Principal components analysis (PCA) is a statistical method in which you re-express a set of random data points in terms of basic components that explain the most variance in the data. For the layman, I think it is easiest to understand with an example data set. Below is some basic World Bank 2009 data for the G20 countries (19 data points, since one of the G20 “countries” is the EU):
|Country||GDP per capita ($)||Life expectancy (years)||Forested land area (%)|
Each data point (GDP per capita, life expectancy, forested land area) can be expressed in terms of a linear combination of vectors (1,0,0), (0,1,0) and (0,0,1), which I’ll refer to as components. For example, Argentina’s data can be represented as 7665 * (1,0,0) + 75 * (0,1,0) + 10.7 * (0,0,1). Using these components as our “basis” is very straightforward, since the coefficients simply correspond to the values of the data points.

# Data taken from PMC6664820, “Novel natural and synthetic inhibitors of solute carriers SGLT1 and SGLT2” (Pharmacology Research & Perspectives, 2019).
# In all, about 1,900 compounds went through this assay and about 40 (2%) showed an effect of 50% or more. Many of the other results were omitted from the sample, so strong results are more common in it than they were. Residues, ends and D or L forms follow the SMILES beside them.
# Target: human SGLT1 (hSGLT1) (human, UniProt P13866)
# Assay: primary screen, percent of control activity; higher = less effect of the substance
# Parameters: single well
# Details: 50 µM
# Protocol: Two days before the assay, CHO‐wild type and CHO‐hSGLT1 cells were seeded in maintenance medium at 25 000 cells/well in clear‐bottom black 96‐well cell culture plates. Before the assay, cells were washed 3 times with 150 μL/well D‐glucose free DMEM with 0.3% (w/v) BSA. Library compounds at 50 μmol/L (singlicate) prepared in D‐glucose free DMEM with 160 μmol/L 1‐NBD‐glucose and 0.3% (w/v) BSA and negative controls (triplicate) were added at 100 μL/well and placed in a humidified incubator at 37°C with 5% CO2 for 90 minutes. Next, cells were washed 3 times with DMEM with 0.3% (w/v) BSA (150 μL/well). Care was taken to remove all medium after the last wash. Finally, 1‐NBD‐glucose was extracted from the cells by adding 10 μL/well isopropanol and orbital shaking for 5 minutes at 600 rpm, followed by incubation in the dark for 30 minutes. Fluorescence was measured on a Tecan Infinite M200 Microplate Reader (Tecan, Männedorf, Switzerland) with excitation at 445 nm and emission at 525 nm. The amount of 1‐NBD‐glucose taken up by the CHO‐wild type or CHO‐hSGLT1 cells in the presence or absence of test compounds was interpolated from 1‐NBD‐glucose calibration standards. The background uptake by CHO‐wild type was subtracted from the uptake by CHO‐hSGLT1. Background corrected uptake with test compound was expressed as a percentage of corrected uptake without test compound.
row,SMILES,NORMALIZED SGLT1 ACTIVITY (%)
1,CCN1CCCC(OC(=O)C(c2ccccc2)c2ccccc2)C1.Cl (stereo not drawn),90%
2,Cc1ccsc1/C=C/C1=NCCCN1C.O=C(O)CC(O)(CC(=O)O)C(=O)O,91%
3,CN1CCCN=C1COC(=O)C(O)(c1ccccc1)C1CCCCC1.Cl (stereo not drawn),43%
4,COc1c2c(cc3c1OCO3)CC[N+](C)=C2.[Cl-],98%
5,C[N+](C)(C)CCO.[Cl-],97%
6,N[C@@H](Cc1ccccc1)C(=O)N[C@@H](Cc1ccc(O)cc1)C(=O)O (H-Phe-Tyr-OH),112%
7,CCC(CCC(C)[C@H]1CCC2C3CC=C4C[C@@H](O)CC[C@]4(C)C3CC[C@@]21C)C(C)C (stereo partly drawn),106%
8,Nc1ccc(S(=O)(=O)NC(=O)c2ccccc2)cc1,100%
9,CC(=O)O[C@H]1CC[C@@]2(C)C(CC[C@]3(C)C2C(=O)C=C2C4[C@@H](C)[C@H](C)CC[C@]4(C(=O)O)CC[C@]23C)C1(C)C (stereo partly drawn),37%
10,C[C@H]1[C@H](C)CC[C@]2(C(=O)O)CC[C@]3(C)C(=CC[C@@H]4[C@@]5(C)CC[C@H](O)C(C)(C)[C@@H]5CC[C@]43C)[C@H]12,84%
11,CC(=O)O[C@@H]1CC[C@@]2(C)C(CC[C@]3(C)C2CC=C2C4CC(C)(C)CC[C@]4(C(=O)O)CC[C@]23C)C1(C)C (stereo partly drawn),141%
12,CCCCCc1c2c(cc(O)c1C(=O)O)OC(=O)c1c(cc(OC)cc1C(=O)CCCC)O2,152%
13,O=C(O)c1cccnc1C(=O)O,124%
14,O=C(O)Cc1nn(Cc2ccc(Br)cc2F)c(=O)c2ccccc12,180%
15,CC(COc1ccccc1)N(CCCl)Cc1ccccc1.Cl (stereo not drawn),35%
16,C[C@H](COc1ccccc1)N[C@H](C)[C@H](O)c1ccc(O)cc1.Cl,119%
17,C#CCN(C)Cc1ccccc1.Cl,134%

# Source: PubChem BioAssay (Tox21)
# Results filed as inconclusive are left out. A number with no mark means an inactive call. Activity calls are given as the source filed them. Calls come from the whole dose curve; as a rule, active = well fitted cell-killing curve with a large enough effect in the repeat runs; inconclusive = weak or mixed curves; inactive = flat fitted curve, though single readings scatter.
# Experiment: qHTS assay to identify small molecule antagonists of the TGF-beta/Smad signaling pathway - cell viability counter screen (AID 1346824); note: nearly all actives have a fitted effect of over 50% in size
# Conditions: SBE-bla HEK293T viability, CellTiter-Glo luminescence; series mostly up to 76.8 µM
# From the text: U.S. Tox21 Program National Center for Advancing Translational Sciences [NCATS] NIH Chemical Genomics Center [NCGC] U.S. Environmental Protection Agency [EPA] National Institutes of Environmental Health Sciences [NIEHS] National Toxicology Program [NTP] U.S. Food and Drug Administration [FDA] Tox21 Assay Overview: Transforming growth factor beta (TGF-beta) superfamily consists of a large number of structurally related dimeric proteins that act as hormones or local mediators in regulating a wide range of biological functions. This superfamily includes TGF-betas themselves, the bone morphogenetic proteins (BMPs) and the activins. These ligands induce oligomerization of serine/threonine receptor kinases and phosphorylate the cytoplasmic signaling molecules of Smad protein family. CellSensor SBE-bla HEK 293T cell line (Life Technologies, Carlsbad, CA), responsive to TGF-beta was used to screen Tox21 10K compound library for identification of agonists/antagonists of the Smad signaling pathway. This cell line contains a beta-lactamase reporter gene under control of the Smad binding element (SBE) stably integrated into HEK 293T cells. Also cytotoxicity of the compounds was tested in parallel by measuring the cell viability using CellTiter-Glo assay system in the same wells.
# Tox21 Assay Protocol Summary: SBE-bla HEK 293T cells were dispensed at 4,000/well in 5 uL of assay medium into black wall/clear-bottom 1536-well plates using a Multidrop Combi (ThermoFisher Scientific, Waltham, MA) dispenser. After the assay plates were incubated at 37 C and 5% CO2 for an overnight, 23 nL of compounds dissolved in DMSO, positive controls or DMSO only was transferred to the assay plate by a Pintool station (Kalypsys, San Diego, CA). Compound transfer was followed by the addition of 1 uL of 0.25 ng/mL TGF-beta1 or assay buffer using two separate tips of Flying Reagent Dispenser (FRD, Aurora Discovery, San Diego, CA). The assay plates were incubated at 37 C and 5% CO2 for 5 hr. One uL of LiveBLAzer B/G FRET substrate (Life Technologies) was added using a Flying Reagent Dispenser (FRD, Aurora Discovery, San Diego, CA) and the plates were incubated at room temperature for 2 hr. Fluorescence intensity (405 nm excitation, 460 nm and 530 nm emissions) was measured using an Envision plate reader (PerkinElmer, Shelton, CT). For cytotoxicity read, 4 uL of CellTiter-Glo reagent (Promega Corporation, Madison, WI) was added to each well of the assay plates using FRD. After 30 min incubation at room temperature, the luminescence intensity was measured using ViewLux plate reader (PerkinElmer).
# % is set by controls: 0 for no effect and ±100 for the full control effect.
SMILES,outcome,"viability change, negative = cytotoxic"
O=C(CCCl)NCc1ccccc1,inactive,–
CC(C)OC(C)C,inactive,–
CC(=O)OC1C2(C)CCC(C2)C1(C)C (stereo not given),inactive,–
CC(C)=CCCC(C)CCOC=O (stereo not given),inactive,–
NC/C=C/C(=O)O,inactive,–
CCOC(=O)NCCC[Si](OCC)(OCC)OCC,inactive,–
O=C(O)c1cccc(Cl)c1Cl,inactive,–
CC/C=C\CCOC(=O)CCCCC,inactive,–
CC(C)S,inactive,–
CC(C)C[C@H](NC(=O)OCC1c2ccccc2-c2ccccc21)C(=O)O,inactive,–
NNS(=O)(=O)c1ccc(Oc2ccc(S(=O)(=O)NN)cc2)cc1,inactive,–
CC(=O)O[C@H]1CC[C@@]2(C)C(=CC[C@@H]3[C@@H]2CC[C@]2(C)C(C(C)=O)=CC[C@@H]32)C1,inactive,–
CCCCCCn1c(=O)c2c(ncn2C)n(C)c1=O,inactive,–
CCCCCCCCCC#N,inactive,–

However, it is an algebraic fact that we could have used any three linearly independent vectors as our components (“linearly independent” vectors cannot be expressed as a sum of multiples of each other). For example, if our vectors had been (1,1,0), (1,0,1), and (0,1,1), then we could also have represented Argentina as 3864.65 * (1,1,0) + 3800.35 * (1,0,1) – 3789.65 * (0,1,1). These coefficients are not especially intuitive, but the components do work; we could re-express all of the countries’ data points in terms of this basis instead.
PCA provides us with a way of finding basis vectors that explain the largest amount of variance in the data. For example, as you might expect, GDP per capita and life expectancy are correlated. Therefore a basis vector like (10000,4,0) would be useful because variation in its coefficient would explain a lot of the variation in the overall data. PCA produces a set of component vectors where the first vector is the one that explains the most variance possible, the second vector explains the most variance after accounting for the variance explained by the first vector, and so on.